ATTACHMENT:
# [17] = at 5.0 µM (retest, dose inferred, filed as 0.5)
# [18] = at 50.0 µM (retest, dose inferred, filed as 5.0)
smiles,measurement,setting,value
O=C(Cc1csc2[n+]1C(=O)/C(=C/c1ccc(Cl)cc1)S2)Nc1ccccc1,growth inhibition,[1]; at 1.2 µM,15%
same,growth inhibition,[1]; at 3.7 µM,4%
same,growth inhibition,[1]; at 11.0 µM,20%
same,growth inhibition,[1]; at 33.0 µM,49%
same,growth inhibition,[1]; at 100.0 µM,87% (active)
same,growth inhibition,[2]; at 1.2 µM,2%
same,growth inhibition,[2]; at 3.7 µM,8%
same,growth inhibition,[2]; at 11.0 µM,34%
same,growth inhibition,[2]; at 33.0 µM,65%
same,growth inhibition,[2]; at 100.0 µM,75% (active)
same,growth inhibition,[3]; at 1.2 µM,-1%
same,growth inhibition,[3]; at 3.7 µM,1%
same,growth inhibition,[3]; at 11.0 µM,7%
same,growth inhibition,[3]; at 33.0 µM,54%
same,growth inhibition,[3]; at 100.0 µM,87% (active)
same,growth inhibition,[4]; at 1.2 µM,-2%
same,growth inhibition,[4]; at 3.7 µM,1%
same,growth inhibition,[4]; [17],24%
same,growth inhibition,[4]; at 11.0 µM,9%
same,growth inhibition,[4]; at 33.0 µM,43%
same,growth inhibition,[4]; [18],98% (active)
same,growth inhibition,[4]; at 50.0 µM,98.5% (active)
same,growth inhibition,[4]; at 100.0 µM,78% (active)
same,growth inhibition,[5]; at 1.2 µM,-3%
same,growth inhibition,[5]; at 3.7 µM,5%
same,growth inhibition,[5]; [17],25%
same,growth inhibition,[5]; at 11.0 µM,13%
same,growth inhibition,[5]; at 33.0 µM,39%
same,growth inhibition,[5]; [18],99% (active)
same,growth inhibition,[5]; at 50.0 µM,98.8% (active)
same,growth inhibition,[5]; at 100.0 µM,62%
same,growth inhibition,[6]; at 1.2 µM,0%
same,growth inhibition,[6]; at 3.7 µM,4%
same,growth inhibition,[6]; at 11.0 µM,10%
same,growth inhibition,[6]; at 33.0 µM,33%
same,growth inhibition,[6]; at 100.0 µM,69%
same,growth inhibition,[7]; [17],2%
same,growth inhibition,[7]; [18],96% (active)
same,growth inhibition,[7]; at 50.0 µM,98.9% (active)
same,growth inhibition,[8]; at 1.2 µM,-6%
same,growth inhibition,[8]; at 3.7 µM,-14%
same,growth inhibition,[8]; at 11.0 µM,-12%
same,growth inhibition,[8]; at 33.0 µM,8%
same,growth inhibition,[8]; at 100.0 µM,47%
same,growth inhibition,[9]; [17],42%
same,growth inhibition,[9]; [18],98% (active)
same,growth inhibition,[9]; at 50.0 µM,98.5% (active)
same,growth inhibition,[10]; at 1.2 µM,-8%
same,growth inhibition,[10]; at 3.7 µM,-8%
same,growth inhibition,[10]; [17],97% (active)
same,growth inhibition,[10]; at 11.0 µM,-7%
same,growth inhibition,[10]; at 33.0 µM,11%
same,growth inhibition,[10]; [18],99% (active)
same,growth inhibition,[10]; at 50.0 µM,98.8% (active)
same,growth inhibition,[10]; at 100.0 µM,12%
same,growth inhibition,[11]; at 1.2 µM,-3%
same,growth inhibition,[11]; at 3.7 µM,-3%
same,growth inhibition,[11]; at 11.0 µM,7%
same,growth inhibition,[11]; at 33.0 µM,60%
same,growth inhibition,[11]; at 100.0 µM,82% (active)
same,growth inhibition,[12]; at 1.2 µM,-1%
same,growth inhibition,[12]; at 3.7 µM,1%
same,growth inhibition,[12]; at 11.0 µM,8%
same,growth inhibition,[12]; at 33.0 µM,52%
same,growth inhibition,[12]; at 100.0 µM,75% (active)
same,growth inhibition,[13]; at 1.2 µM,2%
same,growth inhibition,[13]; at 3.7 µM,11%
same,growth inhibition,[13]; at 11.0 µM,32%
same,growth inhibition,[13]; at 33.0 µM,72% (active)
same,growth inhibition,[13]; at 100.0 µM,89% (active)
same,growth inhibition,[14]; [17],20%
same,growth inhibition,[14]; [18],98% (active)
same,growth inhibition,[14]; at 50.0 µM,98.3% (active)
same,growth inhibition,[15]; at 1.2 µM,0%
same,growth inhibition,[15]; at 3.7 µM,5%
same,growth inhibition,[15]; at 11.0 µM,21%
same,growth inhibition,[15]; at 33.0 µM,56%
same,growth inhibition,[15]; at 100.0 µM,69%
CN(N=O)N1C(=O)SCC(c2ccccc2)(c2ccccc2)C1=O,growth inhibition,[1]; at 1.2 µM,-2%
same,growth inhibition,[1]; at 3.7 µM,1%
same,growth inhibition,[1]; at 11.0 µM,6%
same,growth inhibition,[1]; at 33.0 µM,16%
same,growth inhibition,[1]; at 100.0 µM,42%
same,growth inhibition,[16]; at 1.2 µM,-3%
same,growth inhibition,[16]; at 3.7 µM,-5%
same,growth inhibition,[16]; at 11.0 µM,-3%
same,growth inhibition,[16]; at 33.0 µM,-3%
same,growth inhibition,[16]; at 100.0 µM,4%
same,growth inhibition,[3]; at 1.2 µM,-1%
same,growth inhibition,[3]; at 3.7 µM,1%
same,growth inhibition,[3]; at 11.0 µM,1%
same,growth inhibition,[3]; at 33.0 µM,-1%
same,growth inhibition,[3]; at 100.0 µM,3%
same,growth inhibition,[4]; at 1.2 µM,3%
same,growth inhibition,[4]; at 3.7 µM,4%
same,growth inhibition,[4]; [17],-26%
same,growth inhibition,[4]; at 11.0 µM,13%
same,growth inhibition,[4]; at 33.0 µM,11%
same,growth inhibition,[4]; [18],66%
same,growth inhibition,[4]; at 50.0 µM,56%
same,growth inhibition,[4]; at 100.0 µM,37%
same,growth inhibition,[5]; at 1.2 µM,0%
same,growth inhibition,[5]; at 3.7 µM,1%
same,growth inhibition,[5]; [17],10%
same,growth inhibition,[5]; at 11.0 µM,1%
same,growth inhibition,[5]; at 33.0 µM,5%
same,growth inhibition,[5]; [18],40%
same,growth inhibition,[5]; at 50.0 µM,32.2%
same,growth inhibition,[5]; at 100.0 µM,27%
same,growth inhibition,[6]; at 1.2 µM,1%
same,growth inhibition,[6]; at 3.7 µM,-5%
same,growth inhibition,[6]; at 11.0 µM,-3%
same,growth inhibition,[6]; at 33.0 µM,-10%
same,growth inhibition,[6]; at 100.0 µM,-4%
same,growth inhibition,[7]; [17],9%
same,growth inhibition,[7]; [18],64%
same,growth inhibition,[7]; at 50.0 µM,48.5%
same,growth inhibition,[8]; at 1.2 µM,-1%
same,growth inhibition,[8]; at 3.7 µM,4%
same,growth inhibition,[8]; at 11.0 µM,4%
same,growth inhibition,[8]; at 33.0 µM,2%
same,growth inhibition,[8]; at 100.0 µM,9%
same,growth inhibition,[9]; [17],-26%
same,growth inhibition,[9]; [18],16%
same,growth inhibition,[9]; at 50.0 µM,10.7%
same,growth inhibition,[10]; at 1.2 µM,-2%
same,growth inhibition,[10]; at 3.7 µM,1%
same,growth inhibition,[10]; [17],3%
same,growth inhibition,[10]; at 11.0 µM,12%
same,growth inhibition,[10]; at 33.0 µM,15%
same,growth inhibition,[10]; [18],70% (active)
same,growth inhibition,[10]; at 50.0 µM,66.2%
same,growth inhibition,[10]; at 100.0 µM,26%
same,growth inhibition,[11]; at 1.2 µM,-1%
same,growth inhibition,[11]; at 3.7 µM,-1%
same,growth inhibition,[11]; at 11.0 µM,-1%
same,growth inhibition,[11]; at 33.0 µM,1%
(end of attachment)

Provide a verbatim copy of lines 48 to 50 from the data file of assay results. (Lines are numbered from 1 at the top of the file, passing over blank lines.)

same,growth inhibition,[9]; [17],42%
same,growth inhibition,[9]; [18],98% (active)
same,growth inhibition,[9]; at 50.0 µM,98.5% (active)